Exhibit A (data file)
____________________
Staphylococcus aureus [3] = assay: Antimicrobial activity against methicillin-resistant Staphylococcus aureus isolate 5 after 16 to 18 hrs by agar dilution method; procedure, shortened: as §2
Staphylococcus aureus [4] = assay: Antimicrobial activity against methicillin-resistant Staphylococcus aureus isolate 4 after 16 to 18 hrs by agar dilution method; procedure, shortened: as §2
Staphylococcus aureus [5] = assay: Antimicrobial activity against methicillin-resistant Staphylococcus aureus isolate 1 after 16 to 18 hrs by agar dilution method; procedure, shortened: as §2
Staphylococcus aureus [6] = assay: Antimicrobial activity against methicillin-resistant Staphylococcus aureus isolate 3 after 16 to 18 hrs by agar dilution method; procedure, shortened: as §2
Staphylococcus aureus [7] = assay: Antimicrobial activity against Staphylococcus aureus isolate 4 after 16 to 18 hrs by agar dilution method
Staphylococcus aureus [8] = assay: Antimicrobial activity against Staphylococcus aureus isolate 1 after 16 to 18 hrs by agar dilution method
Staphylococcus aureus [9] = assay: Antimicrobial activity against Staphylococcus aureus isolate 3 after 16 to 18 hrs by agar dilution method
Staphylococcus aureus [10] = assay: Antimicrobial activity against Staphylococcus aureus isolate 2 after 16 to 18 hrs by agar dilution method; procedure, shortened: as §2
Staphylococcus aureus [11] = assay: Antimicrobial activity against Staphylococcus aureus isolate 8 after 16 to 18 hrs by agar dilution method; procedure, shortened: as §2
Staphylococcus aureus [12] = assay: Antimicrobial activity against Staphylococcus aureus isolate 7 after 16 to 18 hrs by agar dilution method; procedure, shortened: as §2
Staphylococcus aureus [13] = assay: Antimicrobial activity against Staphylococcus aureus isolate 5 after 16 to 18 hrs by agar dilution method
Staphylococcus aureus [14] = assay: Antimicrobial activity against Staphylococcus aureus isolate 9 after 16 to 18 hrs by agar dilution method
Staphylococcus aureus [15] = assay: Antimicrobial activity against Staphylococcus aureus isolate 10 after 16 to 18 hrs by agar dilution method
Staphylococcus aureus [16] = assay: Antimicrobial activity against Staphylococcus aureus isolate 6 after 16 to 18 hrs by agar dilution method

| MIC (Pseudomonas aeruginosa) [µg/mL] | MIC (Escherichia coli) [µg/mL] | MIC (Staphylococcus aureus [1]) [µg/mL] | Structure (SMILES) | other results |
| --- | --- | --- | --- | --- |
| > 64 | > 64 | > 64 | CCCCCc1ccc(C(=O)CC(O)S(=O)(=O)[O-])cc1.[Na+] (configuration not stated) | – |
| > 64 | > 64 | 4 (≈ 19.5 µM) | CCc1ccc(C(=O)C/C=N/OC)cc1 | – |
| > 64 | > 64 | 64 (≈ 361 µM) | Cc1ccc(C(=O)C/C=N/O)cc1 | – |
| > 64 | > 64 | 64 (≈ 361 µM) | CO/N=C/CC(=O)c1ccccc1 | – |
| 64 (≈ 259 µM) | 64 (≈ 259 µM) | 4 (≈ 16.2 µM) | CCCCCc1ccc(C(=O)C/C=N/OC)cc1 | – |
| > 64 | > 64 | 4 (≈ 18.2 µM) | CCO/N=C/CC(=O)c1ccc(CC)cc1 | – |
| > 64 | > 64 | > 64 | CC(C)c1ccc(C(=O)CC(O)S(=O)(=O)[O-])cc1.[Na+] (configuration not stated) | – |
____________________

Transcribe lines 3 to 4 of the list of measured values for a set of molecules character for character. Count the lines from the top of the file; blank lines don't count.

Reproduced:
Staphylococcus aureus [5] = assay: Antimicrobial activity against methicillin-resistant Staphylococcus aureus isolate 1 after 16 to 18 hrs by agar dilution method; procedure, shortened: as §2
Staphylococcus aureus [6] = assay: Antimicrobial activity against methicillin-resistant Staphylococcus aureus isolate 3 after 16 to 18 hrs by agar dilution method; procedure, shortened: as §2